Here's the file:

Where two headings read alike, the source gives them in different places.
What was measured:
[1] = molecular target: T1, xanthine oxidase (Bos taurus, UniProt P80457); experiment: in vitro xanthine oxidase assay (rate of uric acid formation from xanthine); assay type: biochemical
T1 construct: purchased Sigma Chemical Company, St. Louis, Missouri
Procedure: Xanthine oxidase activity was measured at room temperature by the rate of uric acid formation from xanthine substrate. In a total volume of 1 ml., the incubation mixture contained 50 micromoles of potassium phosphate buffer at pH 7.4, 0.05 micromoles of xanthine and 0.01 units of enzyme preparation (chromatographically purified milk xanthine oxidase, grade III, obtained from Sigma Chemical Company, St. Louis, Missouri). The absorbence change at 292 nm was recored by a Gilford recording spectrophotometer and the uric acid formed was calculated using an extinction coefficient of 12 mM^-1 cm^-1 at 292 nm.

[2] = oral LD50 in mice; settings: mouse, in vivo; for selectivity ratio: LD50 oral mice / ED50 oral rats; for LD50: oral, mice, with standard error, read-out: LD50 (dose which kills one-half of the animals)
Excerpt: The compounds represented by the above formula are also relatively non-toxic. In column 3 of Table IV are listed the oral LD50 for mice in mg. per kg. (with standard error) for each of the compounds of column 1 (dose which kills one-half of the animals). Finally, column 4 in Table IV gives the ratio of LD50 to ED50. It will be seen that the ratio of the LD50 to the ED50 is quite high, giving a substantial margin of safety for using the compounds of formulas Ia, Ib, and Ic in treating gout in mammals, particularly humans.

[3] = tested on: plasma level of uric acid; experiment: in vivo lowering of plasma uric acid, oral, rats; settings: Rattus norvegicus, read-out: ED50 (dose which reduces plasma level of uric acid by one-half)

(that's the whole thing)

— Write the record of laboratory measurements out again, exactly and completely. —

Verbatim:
Where two headings read alike, the source gives them in different places.
What was measured:
[1] = molecular target: T1, xanthine oxidase (Bos taurus, UniProt P80457); experiment: in vitro xanthine oxidase assay (rate of uric acid formation from xanthine); assay type: biochemical
T1 construct: purchased Sigma Chemical Company, St. Louis, Missouri
Procedure: Xanthine oxidase activity was measured at room temperature by the rate of uric acid formation from xanthine substrate. In a total volume of 1 ml., the incubation mixture contained 50 micromoles of potassium phosphate buffer at pH 7.4, 0.05 micromoles of xanthine and 0.01 units of enzyme preparation (chromatographically purified milk xanthine oxidase, grade III, obtained from Sigma Chemical Company, St. Louis, Missouri). The absorbence change at 292 nm was recored by a Gilford recording spectrophotometer and the uric acid formed was calculated using an extinction coefficient of 12 mM^-1 cm^-1 at 292 nm.

[2] = oral LD50 in mice; settings: mouse, in vivo; for selectivity ratio: LD50 oral mice / ED50 oral rats; for LD50: oral, mice, with standard error, read-out: LD50 (dose which kills one-half of the animals)
Excerpt: The compounds represented by the above formula are also relatively non-toxic. In column 3 of Table IV are listed the oral LD50 for mice in mg. per kg. (with standard error) for each of the compounds of column 1 (dose which kills one-half of the animals). Finally, column 4 in Table IV gives the ratio of LD50 to ED50. It will be seen that the ratio of the LD50 to the ED50 is quite high, giving a substantial margin of safety for using the compounds of formulas Ia, Ib, and Ic in treating gout in mammals, particularly humans.

[3] = tested on: plasma level of uric acid; experiment: in vivo lowering of plasma uric acid, oral, rats; settings: Rattus norvegicus, read-out: ED50 (dose which reduces plasma level of uric acid by one-half)